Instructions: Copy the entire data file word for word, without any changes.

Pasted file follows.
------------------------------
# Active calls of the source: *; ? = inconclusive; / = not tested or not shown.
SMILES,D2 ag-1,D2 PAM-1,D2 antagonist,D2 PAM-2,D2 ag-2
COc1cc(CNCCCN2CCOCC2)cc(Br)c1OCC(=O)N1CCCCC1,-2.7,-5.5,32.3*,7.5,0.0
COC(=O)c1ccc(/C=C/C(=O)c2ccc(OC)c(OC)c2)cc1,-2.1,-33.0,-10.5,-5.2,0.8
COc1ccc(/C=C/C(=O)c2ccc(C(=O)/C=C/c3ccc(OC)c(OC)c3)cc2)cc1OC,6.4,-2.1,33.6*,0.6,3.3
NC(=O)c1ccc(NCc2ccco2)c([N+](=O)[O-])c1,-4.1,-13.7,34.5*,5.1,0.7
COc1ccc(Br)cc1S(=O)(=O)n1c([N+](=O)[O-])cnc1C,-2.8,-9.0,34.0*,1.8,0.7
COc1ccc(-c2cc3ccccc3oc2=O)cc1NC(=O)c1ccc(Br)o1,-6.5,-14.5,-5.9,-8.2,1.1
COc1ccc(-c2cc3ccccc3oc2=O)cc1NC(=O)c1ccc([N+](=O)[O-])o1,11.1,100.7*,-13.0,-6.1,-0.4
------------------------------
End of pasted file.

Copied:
# Active calls of the source: *; ? = inconclusive; / = not tested or not shown.
SMILES,D2 ag-1,D2 PAM-1,D2 antagonist,D2 PAM-2,D2 ag-2
COc1cc(CNCCCN2CCOCC2)cc(Br)c1OCC(=O)N1CCCCC1,-2.7,-5.5,32.3*,7.5,0.0
COC(=O)c1ccc(/C=C/C(=O)c2ccc(OC)c(OC)c2)cc1,-2.1,-33.0,-10.5,-5.2,0.8
COc1ccc(/C=C/C(=O)c2ccc(C(=O)/C=C/c3ccc(OC)c(OC)c3)cc2)cc1OC,6.4,-2.1,33.6*,0.6,3.3
NC(=O)c1ccc(NCc2ccco2)c([N+](=O)[O-])c1,-4.1,-13.7,34.5*,5.1,0.7
COc1ccc(Br)cc1S(=O)(=O)n1c([N+](=O)[O-])cnc1C,-2.8,-9.0,34.0*,1.8,0.7
COc1ccc(-c2cc3ccccc3oc2=O)cc1NC(=O)c1ccc(Br)o1,-6.5,-14.5,-5.9,-8.2,1.1
COc1ccc(-c2cc3ccccc3oc2=O)cc1NC(=O)c1ccc([N+](=O)[O-])o1,11.1,100.7*,-13.0,-6.1,-0.4